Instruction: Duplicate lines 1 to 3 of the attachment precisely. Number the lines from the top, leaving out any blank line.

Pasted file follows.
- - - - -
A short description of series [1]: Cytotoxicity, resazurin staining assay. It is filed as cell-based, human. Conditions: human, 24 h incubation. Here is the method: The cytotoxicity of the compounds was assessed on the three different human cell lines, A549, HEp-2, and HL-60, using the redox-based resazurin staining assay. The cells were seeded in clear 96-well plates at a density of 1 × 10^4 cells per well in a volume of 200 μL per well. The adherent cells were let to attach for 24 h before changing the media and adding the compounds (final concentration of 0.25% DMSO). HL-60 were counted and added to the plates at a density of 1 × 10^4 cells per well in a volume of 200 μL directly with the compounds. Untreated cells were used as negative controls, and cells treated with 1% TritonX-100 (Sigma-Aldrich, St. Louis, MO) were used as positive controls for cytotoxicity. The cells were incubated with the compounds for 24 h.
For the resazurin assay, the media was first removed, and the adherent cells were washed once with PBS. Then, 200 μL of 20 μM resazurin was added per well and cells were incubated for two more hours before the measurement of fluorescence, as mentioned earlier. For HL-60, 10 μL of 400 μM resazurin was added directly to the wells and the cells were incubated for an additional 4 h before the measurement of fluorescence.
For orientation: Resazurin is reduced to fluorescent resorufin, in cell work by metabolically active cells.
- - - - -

A short description of series [1]: Cytotoxicity, resazurin staining assay. It is filed as cell-based, human. Conditions: human, 24 h incubation. Here is the method: The cytotoxicity of the compounds was assessed on the three different human cell lines, A549, HEp-2, and HL-60, using the redox-based resazurin staining assay. The cells were seeded in clear 96-well plates at a density of 1 × 10^4 cells per well in a volume of 200 μL per well. The adherent cells were let to attach for 24 h before changing the media and adding the compounds (final concentration of 0.25% DMSO). HL-60 were counted and added to the plates at a density of 1 × 10^4 cells per well in a volume of 200 μL directly with the compounds. Untreated cells were used as negative controls, and cells treated with 1% TritonX-100 (Sigma-Aldrich, St. Louis, MO) were used as positive controls for cytotoxicity. The cells were incubated with the compounds for 24 h.
For the resazurin assay, the media was first removed, and the adherent cells were washed once with PBS. Then, 200 μL of 20 μM resazurin was added per well and cells were incubated for two more hours before the measurement of fluorescence, as mentioned earlier. For HL-60, 10 μL of 400 μM resazurin was added directly to the wells and the cells were incubated for an additional 4 h before the measurement of fluorescence.
For orientation: Resazurin is reduced to fluorescent resorufin, in cell work by metabolically active cells.